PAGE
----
However, contacting an existing automobile insurance provider may be a good starting point for you if you own and operate other types of motor vehicles.
Once you find an insurance company that covers rebuilt title vehicles, you will typically need to present the following documents in order to get an accurate quote:
- A certified statement from your mechanic, as this verifies that the previously salvaged vehicle is in working condition
- An original repair estimate for the previously salvaged vehicle, as this proves that the vehicle was repaired if it suffered any damages
- Receipts for any vehicle repairs
When you purchase insurance salvage cars, you must obtain proof of the vehicle repair and maintenance from the seller. If the seller of the rebuilt vehicle will not provide you with this documentation, you will not be able to insure the car or truck in the state where you live, and you will not be able to drive the vehicle legally.
Before obtaining car insurance quotes for rebuilt titles, make sure you obtain all the information you need in order to insure the previously salvaged motor vehicle in the state where you reside.
Can you get full coverage on a rebuilt title vehicle?
If you wish to obtain full coverage on salvage title vehicles, you must also provide the insurance company with photos of the car or truck before and after it was repaired and rebuilt. If you make an insurance claim after your rebuilt vehicle sustains damages, your insurance company will need to review the before and after photos of the automobile before settling the claim.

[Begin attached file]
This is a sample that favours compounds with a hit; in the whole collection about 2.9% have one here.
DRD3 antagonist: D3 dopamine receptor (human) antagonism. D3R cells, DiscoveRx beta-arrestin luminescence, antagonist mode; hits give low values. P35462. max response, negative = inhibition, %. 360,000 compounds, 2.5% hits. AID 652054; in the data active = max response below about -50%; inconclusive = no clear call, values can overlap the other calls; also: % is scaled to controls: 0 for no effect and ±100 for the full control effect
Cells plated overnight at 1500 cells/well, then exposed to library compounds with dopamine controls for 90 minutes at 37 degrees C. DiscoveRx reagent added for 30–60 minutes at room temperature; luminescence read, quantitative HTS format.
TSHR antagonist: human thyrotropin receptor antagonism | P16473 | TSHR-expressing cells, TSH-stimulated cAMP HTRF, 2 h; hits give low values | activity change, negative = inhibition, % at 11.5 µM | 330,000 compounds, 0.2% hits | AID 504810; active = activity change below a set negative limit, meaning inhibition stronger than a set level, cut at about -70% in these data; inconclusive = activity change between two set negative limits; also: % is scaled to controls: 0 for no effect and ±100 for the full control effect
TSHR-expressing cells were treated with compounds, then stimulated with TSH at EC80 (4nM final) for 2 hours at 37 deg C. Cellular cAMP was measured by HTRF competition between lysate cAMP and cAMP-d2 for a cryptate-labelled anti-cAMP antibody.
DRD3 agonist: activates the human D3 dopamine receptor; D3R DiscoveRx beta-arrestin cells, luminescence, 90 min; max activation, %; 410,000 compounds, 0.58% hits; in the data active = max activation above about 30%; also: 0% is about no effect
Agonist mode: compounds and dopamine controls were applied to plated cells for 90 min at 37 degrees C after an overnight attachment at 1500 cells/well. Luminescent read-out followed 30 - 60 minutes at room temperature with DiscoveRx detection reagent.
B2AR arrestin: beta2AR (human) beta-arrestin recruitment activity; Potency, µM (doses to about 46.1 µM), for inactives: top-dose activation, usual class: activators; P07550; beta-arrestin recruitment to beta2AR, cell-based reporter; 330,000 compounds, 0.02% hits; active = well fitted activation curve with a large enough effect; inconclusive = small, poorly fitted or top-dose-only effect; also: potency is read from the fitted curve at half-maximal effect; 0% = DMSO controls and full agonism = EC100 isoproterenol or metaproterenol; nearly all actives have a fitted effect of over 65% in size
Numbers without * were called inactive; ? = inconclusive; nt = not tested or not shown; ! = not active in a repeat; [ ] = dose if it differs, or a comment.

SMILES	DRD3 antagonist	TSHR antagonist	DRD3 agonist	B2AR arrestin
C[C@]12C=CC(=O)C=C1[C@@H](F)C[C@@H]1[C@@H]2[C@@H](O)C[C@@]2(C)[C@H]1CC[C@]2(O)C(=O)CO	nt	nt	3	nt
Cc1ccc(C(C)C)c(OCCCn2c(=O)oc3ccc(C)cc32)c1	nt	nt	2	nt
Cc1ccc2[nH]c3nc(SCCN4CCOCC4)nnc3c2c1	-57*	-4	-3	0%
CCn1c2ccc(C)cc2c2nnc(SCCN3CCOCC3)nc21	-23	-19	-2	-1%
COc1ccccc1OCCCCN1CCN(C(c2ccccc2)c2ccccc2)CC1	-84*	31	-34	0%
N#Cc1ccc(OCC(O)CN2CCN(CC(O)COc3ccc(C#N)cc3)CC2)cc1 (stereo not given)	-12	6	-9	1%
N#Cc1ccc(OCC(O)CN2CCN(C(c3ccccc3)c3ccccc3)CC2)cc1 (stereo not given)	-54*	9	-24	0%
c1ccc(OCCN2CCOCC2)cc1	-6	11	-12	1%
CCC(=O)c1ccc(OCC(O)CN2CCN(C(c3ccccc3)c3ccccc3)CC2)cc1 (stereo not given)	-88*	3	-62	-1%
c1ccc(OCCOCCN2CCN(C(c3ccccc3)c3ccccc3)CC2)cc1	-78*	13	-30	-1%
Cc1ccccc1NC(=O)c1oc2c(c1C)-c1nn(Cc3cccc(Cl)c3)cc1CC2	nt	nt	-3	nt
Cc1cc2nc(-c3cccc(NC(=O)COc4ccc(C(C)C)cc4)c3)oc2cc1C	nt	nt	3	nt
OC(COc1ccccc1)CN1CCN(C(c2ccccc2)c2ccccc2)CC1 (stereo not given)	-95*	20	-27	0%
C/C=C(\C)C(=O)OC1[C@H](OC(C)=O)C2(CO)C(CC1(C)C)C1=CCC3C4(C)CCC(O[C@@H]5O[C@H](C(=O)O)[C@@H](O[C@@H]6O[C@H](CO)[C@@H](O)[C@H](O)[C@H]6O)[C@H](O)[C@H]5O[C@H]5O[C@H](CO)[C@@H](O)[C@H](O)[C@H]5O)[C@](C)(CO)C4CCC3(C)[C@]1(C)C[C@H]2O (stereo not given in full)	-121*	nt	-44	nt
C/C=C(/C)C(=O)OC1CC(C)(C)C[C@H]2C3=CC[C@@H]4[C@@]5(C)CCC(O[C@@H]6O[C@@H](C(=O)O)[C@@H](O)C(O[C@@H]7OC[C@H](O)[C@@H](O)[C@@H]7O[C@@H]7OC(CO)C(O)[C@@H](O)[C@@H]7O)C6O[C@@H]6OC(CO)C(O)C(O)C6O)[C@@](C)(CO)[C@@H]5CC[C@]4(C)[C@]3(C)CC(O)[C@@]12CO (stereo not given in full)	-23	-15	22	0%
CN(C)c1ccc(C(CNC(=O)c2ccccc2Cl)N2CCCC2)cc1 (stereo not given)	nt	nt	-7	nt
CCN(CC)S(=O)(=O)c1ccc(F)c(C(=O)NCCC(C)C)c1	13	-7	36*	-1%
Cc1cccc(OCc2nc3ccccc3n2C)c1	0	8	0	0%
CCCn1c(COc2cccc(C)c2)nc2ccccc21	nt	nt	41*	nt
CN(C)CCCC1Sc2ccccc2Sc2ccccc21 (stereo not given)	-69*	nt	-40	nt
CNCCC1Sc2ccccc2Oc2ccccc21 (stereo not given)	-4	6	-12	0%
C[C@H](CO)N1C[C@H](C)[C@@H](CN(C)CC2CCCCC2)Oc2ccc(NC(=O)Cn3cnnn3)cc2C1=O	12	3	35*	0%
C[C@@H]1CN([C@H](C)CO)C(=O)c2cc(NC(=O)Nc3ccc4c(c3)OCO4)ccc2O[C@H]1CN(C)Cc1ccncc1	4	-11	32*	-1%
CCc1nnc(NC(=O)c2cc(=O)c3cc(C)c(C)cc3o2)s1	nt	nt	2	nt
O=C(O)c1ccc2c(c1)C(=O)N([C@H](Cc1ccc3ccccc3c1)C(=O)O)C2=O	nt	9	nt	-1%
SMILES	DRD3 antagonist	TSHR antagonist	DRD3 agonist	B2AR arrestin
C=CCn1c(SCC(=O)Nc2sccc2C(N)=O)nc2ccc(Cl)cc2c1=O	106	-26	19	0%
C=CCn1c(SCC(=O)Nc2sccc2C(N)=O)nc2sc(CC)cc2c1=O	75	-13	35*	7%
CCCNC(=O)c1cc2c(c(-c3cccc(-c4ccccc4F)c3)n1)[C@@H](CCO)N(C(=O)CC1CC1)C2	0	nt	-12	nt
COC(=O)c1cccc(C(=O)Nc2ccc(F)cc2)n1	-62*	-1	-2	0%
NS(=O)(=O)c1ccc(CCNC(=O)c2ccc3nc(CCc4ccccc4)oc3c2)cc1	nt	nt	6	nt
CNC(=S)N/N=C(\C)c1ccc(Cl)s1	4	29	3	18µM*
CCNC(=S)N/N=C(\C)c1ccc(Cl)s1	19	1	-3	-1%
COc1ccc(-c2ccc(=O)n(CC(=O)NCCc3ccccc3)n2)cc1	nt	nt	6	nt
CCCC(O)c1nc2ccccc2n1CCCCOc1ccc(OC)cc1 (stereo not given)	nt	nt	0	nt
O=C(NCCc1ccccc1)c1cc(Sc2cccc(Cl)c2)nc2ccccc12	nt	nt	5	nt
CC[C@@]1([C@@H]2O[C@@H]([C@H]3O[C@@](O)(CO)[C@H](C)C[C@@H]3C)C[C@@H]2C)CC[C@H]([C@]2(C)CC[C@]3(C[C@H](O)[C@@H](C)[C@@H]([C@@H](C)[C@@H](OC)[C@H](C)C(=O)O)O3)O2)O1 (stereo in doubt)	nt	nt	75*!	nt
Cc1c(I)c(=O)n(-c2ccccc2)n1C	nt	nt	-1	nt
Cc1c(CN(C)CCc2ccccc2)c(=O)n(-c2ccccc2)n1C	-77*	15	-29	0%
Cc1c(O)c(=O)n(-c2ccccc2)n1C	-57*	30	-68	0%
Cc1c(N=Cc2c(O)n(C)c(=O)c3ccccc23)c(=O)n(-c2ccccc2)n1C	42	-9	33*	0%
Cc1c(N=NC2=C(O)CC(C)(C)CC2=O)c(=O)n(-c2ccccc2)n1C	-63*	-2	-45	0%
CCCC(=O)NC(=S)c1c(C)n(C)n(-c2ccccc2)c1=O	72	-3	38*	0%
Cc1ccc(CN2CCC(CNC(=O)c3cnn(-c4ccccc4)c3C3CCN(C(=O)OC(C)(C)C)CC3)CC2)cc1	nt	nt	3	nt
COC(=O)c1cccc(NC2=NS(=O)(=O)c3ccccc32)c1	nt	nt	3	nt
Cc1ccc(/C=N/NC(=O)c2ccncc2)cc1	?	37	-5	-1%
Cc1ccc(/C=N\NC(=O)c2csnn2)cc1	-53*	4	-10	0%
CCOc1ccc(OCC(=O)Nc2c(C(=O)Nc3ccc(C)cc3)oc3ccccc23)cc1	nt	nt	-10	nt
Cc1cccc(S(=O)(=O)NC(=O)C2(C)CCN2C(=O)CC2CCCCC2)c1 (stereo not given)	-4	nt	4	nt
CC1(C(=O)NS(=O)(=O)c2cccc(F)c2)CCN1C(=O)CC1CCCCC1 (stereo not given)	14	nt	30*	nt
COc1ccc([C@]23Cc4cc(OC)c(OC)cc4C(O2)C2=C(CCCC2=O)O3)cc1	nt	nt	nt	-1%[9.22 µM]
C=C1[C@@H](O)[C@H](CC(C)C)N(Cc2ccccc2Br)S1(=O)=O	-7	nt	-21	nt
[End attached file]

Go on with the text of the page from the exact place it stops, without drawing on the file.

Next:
Moreover, obtaining full coverage for rebuilt title vehicles is difficult, as most insurers are hesitant to write comprehensive or collision policies for previously salvaged cars and trucks. Since the vehicle was once deemed to be unfit for public operation, the chances of it causing an accident or breaking down are much higher.
While specific rules will vary depending on the insurer, you will typically only be able to obtain a basic liability insurance policy that protects you from financial responsibility if you injure another individual or damage his or her personal property.
Moreover, getting an auto loan for salvage title vehicles is not easy, as it can be difficult to determine the resale value of a rebuilt car or truck. Therefore, you typically need to purchase rebuilt vehicles with cash.
Can a salvage title car be insured?
Salvage title insurance is a term that is often used interchangeably with rebuilt insurance coverage, but salvage and rebuilt vehicles are not the same thing. Rebuilt insurance coverage is only available to previously salvaged vehicles that have been repaired, rebuilt and inspected, while salvage title vehicles cannot be insured or driven until they are repaired and rebuilt.
You cannot insure a vehicle with a salvage title, but you may purchase a basic liability policy for a rebuilt title car or truck if you wish to drive the repaired motor vehicle on public roadways. However, rebuilt vehicles are riskier to insure, and you will need to shop around until you find an insurance company that agrees to write you a policy. If you have a “junk car,” it may be better for you to sell it for parts than to try to insure it unless you are familiar with complex car repairs.